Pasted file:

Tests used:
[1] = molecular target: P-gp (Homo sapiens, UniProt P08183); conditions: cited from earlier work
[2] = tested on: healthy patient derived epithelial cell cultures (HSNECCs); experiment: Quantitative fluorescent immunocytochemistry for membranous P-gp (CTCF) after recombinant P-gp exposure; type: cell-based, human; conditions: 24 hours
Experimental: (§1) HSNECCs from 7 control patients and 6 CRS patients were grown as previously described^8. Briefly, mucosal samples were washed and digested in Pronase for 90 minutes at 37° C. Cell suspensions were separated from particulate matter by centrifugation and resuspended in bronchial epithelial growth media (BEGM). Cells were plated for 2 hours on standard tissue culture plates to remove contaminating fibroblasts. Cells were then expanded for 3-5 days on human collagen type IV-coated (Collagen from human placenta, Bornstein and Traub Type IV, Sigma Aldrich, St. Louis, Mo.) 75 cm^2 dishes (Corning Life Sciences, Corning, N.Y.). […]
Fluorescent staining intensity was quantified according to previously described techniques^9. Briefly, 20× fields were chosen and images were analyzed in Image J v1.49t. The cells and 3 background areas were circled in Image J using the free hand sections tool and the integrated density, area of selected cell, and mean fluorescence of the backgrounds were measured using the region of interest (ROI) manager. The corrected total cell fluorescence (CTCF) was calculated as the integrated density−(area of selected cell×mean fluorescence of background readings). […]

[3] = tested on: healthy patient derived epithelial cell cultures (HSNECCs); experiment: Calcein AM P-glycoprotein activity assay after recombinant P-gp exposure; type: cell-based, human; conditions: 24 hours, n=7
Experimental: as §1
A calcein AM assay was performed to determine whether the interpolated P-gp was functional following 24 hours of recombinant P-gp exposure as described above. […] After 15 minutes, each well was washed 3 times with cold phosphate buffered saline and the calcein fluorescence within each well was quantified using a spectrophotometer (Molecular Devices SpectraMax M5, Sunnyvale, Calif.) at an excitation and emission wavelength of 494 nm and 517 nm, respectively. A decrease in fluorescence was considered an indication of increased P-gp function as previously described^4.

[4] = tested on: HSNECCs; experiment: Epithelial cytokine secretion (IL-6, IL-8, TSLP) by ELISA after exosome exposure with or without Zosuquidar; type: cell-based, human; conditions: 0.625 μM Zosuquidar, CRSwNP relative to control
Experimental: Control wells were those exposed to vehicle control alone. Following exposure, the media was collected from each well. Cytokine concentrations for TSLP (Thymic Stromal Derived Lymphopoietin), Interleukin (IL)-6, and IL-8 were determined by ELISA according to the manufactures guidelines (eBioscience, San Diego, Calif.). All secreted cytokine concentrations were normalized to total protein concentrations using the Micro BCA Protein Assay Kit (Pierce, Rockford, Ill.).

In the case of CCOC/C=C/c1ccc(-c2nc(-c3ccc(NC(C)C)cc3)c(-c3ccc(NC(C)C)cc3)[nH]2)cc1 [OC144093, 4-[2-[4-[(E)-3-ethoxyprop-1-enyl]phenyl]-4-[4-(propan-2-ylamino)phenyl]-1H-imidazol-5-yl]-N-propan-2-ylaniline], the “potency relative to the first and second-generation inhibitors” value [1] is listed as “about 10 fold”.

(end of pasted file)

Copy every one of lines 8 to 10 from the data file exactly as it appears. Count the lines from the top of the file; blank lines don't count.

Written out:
A calcein AM assay was performed to determine whether the interpolated P-gp was functional following 24 hours of recombinant P-gp exposure as described above. […] After 15 minutes, each well was washed 3 times with cold phosphate buffered saline and the calcein fluorescence within each well was quantified using a spectrophotometer (Molecular Devices SpectraMax M5, Sunnyvale, Calif.) at an excitation and emission wavelength of 494 nm and 517 nm, respectively. A decrease in fluorescence was considered an indication of increased P-gp function as previously described^4.

[4] = tested on: HSNECCs; experiment: Epithelial cytokine secretion (IL-6, IL-8, TSLP) by ELISA after exosome exposure with or without Zosuquidar; type: cell-based, human; conditions: 0.625 μM Zosuquidar, CRSwNP relative to control
Experimental: Control wells were those exposed to vehicle control alone. Following exposure, the media was collected from each well. Cytokine concentrations for TSLP (Thymic Stromal Derived Lymphopoietin), Interleukin (IL)-6, and IL-8 were determined by ELISA according to the manufactures guidelines (eBioscience, San Diego, Calif.). All secreted cytokine concentrations were normalized to total protein concentrations using the Micro BCA Protein Assay Kit (Pierce, Rockford, Ill.).